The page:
Mercado looks to restore the killer instinct that Mike Tyson brought to boxing.
Ernesto Mercado Keeps Knockout Streak Alive While Making His Name Known
POMONA, Calif. — Although the art of boxing is highly respected by many sports enthusiasts, any fan or spectator of the sport would likely be lying if they didn’t admit that they appreciate a great knockout more than an artistic chess match. Enter Pomona, California’s Ernesto “Tito” Mercado.
After amassing an amateur record of 280-11, Mercado has set the pro ranks on fire with his aggressive style and 100 percent knockout ratio through his first five bouts. Mercado says he thinks boxing is lacking guys who provide violence for the fans as Edwin Valero or Mike Tyson in his prime used to. If the results of his first five fights as a pro are any indication of what’s to come, Mercado will definitely fill the void.
Hoping to secure at least seven or eight fights with a maximum of 12 fights this year, Mercado understands the importance of being active inside the ring. After witnessing his father, Neto Mercado, get caught up in street activity and eventually turn his life around, Ernesto has fully committed to the goal of becoming the top lightweight in the world. An anomaly for the weight class at 5-feet-11-inches, Mercado possesses vicious knockout power.
Zenger spoke to Mercado about his commitment to making his father and community proud, his boxing goals and much more.
Zenger: Activity has been key for you. How do you feel that has helped in progressing your career?
Mercado: The saying inactivity is the enemy of a boxer is true, so I think it helps tremendously. Me being active and being able to get more experience in the ring and see different looks can only be beneficial to me.
Zenger: You recently stepped up the level of opposition, scored another spectacular knockout. How does your approach change since you’re facing better opposition, and I’m sure the rounds will increase soon as well?
Mercado: As far as my training, it’s always been the same. We’re just trying to learn. There’s nothing different. Of course, we change the sparring up for that certain style, but other than that, we’re just trying to progress. Whether that’s sitting down on our shots more. We just hope to be able to see these type of things play out during the fight. We are hoping to increase the rounds so that we can learn and develop in the ring.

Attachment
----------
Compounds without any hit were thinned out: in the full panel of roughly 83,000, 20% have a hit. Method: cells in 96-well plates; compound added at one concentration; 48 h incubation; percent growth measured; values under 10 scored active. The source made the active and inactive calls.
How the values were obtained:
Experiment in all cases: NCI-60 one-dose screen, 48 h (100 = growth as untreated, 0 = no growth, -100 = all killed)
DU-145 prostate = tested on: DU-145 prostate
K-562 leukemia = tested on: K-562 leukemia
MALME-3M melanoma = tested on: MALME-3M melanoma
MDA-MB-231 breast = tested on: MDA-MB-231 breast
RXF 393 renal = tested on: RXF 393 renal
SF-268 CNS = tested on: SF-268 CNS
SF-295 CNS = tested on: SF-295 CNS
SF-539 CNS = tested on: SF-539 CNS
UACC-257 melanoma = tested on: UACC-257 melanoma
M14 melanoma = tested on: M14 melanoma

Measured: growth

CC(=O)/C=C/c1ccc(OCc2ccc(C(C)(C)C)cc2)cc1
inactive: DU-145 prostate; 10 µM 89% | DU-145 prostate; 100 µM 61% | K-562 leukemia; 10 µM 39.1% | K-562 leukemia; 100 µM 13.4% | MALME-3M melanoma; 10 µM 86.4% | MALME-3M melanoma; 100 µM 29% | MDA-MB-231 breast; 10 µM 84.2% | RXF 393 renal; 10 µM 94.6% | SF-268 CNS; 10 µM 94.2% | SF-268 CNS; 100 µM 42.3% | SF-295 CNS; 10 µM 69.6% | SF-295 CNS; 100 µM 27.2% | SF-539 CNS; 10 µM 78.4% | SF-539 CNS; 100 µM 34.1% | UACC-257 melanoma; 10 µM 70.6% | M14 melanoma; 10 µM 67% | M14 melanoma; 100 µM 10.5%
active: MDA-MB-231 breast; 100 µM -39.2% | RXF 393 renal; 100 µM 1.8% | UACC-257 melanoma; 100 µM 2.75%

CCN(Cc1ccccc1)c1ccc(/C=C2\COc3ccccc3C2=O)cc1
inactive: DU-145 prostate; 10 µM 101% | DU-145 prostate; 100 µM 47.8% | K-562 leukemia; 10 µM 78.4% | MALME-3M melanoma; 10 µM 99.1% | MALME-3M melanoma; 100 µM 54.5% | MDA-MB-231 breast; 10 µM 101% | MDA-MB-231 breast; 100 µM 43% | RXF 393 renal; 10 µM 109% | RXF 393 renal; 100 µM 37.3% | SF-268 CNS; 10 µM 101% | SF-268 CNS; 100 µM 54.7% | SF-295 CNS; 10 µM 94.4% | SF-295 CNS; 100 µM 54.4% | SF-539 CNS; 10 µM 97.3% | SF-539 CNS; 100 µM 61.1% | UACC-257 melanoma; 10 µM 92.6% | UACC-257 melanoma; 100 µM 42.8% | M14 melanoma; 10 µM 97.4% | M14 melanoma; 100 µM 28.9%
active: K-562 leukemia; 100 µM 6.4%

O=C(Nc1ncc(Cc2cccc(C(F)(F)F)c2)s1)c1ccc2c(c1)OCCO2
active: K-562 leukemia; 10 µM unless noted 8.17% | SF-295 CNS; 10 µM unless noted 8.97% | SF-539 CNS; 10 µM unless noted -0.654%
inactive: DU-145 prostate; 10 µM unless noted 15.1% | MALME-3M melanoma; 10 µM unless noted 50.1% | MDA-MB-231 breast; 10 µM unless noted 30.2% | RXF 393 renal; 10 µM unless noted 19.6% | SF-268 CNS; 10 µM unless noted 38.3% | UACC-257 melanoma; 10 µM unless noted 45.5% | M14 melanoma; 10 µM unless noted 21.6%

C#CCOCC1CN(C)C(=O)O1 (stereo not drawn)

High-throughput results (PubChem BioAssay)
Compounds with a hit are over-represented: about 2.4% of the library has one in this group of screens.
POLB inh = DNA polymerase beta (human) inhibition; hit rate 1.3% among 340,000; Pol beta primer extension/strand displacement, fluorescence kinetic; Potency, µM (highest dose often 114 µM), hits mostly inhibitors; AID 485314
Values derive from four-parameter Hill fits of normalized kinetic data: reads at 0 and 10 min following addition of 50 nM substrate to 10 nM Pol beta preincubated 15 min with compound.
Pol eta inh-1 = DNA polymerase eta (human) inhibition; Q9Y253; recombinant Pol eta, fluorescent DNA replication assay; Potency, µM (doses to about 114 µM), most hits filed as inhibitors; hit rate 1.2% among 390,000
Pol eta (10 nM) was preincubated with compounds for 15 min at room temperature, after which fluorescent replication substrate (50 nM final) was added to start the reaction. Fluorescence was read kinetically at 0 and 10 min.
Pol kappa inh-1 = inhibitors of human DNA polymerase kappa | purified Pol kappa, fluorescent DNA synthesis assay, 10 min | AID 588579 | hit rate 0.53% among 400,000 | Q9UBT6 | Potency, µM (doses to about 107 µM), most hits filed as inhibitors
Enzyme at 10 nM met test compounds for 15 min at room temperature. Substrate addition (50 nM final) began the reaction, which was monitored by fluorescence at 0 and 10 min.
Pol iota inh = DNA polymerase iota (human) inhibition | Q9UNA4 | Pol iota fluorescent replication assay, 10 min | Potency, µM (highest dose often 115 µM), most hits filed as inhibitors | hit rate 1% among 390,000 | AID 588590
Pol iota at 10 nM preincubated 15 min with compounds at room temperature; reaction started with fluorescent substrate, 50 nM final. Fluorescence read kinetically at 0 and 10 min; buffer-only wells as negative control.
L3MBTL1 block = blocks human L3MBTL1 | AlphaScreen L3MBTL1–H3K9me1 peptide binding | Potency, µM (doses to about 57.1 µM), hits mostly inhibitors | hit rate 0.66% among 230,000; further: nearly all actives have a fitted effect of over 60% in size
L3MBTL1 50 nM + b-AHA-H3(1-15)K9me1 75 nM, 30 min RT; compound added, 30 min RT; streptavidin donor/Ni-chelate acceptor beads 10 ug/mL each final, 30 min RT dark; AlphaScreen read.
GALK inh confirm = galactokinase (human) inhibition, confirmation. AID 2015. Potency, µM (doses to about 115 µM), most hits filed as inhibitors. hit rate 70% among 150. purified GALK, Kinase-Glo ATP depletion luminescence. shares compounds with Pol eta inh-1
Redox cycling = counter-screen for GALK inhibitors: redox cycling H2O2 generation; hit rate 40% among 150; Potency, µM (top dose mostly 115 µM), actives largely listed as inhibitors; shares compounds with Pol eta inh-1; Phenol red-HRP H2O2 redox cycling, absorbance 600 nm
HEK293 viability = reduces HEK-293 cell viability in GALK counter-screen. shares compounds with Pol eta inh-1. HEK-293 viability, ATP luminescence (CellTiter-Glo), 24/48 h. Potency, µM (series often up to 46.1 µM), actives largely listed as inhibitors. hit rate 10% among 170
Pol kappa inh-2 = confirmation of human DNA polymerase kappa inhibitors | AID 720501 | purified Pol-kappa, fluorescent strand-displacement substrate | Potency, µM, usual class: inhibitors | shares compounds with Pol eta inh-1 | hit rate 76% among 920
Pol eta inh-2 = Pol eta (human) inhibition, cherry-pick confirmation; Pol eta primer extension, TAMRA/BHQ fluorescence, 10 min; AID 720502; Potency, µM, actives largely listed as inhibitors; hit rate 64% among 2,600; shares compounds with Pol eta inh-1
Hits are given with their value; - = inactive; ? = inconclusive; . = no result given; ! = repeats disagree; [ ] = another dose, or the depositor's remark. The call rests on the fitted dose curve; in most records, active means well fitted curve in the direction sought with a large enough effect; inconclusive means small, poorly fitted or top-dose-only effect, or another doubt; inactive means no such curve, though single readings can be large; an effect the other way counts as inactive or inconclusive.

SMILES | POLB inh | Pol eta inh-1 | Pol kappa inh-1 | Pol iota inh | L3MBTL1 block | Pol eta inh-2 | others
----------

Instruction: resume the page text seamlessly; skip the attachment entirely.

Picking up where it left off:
Zenger: Not only increasing the rounds in the sense of going from 6-rounders to 8-rounders, but you have been knocking all of your opponents out. Not that that’s a bad thing, but I’m sure you’re hoping to face someone that can take your shots better and push you soon.
Mercado: I hope for more rounds, but if I see a guy hurt, I’m going to take him out. I would like to get a few more rounds in, but I’m not going to say any of these guys will go the distance with me because that’s the type of person I am. I’m confident, and I like to break them down quickly.
Zenger: Sebastian Fundora is a very tall junior middleweight who just put on the best performance of his career against Erickson Lubin. You are almost 6-foot fighting at lightweight. Do you take anything from Fundora’s style and incorporate it given both of you will most likely be taller than your opponents?
Mercado: Fundora is a tall guy. I would love to see him use his range a little more. I feel like he limits himself a little bit coming on the inside. But he’s such a great fighter, man. His conditioning is amazing, and he has the heart of a lion.
Zenger: You have stopped everyone you have faced, do you feel like you have worked to become a power puncher or are you a natural puncher?
Mercado: Honestly, man, if you have it, you have it. A lot of fighters feel like they can do certain workouts to create power. Unfortunately, it doesn’t work that way. The same thing about having a good chin. If you have a chin you have a chin, but there’s no other way around it. I feel like I have always had it; it was just a matter of me turning over my shots a little bit better and just aiming for the right spots. In the amateurs, it’s more fast-paced, touching, touching. When I had my first fight, I was able to sit down on my shots, I was dropping guys right away, so I knew I just had it.